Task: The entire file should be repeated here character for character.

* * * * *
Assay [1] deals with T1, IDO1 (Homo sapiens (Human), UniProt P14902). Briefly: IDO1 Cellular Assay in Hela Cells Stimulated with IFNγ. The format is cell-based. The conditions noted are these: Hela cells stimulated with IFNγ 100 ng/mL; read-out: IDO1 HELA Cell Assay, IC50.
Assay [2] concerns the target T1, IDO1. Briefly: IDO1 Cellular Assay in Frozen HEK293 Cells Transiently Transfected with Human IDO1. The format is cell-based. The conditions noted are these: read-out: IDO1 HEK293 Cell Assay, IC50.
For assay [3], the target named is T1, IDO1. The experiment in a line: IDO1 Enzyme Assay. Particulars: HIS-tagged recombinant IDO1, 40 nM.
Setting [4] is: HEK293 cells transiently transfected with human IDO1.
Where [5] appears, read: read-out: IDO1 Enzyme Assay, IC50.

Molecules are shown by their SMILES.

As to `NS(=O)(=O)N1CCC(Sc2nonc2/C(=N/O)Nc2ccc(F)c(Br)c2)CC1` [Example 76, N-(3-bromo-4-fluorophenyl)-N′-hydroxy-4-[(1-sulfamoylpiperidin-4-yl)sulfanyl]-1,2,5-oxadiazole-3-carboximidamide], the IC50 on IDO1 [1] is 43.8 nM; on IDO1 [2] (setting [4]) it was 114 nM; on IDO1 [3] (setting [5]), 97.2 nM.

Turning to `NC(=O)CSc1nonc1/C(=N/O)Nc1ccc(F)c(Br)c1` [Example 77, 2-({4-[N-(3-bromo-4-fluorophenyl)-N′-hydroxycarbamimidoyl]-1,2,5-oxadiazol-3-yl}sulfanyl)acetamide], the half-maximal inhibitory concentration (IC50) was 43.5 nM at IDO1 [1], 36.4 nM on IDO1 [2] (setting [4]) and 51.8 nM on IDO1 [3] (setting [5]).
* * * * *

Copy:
Assay [1] deals with T1, IDO1 (Homo sapiens (Human), UniProt P14902). Briefly: IDO1 Cellular Assay in Hela Cells Stimulated with IFNγ. The format is cell-based. The conditions noted are these: Hela cells stimulated with IFNγ 100 ng/mL; read-out: IDO1 HELA Cell Assay, IC50.
Assay [2] concerns the target T1, IDO1. Briefly: IDO1 Cellular Assay in Frozen HEK293 Cells Transiently Transfected with Human IDO1. The format is cell-based. The conditions noted are these: read-out: IDO1 HEK293 Cell Assay, IC50.
For assay [3], the target named is T1, IDO1. The experiment in a line: IDO1 Enzyme Assay. Particulars: HIS-tagged recombinant IDO1, 40 nM.
Setting [4] is: HEK293 cells transiently transfected with human IDO1.
Where [5] appears, read: read-out: IDO1 Enzyme Assay, IC50.

Molecules are shown by their SMILES.

As to `NS(=O)(=O)N1CCC(Sc2nonc2/C(=N/O)Nc2ccc(F)c(Br)c2)CC1` [Example 76, N-(3-bromo-4-fluorophenyl)-N′-hydroxy-4-[(1-sulfamoylpiperidin-4-yl)sulfanyl]-1,2,5-oxadiazole-3-carboximidamide], the IC50 on IDO1 [1] is 43.8 nM; on IDO1 [2] (setting [4]) it was 114 nM; on IDO1 [3] (setting [5]), 97.2 nM.

Turning to `NC(=O)CSc1nonc1/C(=N/O)Nc1ccc(F)c(Br)c1` [Example 77, 2-({4-[N-(3-bromo-4-fluorophenyl)-N′-hydroxycarbamimidoyl]-1,2,5-oxadiazol-3-yl}sulfanyl)acetamide], the half-maximal inhibitory concentration (IC50) was 43.5 nM at IDO1 [1], 36.4 nM on IDO1 [2] (setting [4]) and 51.8 nM on IDO1 [3] (setting [5]).